YouTube Investing $20 Million in Educational Content
- By Dian Schaffhauser
YouTube, a Google company, has announced it will invest $20 million in YouTube Learning, an initiative hinted at during the summer. The goal: "to support education-focused creators and expert organizations that create and curate high-quality learning content on the video site." Funding will be spent on supporting video creators who want to produce education series and wooing other education video providers to the site.
According to an update on priorities for the year, posted this week by YouTube CEO Susan Wojcicki, a portion of the investment will go to a learning fund set aside for "creators" who want to build multi-session educational content for the site. Eligible participants for the latest funding round must have at least one YouTube channel with a minimum of 25,000 subscribers. They must also "clearly depict the intent to teach in a factual, informative and trustworthy manner" that shows expertise and a "scrupulous approach" to accuracy in research, fact-checking and objectivity. The application is due by the end of November and recipients will be notified by the end of January 2019. Proposals will be evaluated against criteria that include "content quality, credibility, accuracy and use of multi-session format."
Funding has already been doled out to TED-Ed, the brothers Green's Crash Course and several "emerging" EduTubers, including Socratica, which covers science and math, and Linda Raynier, who focuses on career and life topics.
YouTube also recently launched Learning, a channel of curated tutorials, do-it-yourself videos, skill-based playlists and other educational content. That site currently leads off with a video about Joshua Carroll, a veteran who taught himself advanced mathematics from YouTube and went on to become a physicist. Now he has posted a playlist of videos to tell others how to become a physicist too.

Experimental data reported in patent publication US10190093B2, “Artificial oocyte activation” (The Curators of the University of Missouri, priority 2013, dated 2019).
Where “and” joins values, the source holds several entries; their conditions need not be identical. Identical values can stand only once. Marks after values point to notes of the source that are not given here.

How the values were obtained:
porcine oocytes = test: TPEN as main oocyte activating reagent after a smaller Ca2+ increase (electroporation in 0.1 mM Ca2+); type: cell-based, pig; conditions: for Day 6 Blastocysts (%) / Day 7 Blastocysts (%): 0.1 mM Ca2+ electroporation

The company said it was teaming up with online learning platforms, including edX and France's OpenClassrooms, to bring some of their most popular video materials over to YouTube. It has also hosted three "EduCon" events in Los Angeles, Mexico City and Rio de Janeiro to help "Edutubers" learn new skills and do networking. That event will next head to India in December and the United Kingdom in February.
Finally, YouTube has introduced YouTube Giving, a set of beta features that allows creators to work with nonprofits to raise funds through their videos and live streams. Wojcicki wrote that she hoped to expand the features to more creators "soon."
Dian Schaffhauser is a senior contributing editor for 1105 Media's education publications THE Journal and Campus Technology. She can be reached at firstname.lastname@example.org or on Twitter @schaffhauser.